The history of the Bristol fairs reveals the same story. The fairs of medieval Bristol, of which there were as many as eight at one time or another, were great open marketplaces. Tolls and customs were suspended to encourage strangers and foreigners to bring their “goodes cattell and merchandiszes” to them. Merchants set up stalls in the Marsh, St. James churchyard, Spicer’s Hall, or the city streets to display wares. Negotiations took place on the spot, without guarantee that every item brought to market would be sold. Goods were examined, prices debated, and agreements reached in full publicity. Private dealings with foreigners may also have taken place, but the essence of the fair was sale in “market overt,” primarily between Bristolians and strangers, made in the presence of other marketgoers and subject to regulations imposed by the city and enforced in the market court. By the mid-sixteenth century, however, this had changed. Although there were certainly still booths and stalls around which buyers gathered to bargain in the manner of an Oriental bazaar, and the market court still survived, a fair was no longer primarily such an open marketplace. It had become, rather, an occasion at which “seller &…byer do appoynt to mete…& there do bargayne.” The great annual St. James Fair took place at Whitsuntide, seven weeks after Easter. After 1529 a winter fair was added, first at Candlemas, in early February, and then, from 1548 on, at the Feast of the Conversion of St. Paul at the end of January. Together these fairs gave a distinct seasonal rhythm to inland trade. They provided two established periods, some six months apart, during which merchants from all over southern and western England congregated to place orders, pay debts, and settle accounts. In consequence, the fairs became financial as well as mercantile institutions, used as convenient clearinghouses not only by Bristolians but by merchants of the Midlands, the West Country, South Wales, Ireland, and London, who maintained continuous ties with each other year in and year out.[56]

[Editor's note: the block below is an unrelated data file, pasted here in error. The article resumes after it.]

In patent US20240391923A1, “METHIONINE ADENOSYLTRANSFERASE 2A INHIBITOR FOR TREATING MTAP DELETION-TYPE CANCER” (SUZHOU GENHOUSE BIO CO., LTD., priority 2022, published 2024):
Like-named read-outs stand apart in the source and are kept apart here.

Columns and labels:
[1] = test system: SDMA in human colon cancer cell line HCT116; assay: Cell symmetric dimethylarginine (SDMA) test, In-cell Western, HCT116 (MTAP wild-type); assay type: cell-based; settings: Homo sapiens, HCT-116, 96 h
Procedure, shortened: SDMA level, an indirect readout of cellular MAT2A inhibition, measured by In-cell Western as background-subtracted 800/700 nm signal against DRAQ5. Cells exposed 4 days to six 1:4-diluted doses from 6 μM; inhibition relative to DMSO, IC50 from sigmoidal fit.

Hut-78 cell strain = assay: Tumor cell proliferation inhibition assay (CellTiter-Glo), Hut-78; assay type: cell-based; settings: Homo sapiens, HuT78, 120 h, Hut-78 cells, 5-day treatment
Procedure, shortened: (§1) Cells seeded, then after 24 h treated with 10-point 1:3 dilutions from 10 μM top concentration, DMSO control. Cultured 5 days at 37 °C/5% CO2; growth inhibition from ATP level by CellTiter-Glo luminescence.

The Backhall and the fairs, two institutions designed to insure open trading between burgess and “foreigner,” were either circumvented or transformed to serve a new economic order in which private contractual arrangements between townsmen and outsiders were the common pattern. As if to mark this change, the collection of tolls at the city gates was abandoned in 1546; the income from newly purchased monastic properties made up for the lost revenue. Medieval restrictions against strangers trading freely with the city remained in force, but Bristol’s leading men no longer relied on them to protect their interests. They did not usually buy and sell in the city markets, either the Backhall or the fairs, but maintained steady working relationships with individual dealers and customers, with whom they were linked by credit.[57]